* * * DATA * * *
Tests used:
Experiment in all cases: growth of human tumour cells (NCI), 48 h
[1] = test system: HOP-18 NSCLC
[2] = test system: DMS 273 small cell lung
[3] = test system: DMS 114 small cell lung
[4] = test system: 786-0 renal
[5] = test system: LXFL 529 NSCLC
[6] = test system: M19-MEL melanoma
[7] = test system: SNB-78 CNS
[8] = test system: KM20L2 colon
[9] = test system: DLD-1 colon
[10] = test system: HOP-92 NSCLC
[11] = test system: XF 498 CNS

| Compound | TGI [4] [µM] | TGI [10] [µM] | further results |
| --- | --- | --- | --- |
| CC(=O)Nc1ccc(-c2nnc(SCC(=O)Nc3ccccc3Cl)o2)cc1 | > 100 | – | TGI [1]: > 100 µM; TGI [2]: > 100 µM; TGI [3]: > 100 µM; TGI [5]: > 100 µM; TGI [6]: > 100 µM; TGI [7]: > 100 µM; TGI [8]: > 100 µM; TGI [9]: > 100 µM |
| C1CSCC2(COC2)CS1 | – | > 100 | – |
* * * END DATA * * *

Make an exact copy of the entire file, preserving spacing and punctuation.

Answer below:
Tests used:
Experiment in all cases: growth of human tumour cells (NCI), 48 h
[1] = test system: HOP-18 NSCLC
[2] = test system: DMS 273 small cell lung
[3] = test system: DMS 114 small cell lung
[4] = test system: 786-0 renal
[5] = test system: LXFL 529 NSCLC
[6] = test system: M19-MEL melanoma
[7] = test system: SNB-78 CNS
[8] = test system: KM20L2 colon
[9] = test system: DLD-1 colon
[10] = test system: HOP-92 NSCLC
[11] = test system: XF 498 CNS

| Compound | TGI [4] [µM] | TGI [10] [µM] | further results |
| --- | --- | --- | --- |
| CC(=O)Nc1ccc(-c2nnc(SCC(=O)Nc3ccccc3Cl)o2)cc1 | > 100 | – | TGI [1]: > 100 µM; TGI [2]: > 100 µM; TGI [3]: > 100 µM; TGI [5]: > 100 µM; TGI [6]: > 100 µM; TGI [7]: > 100 µM; TGI [8]: > 100 µM; TGI [9]: > 100 µM |
| C1CSCC2(COC2)CS1 | – | > 100 | – |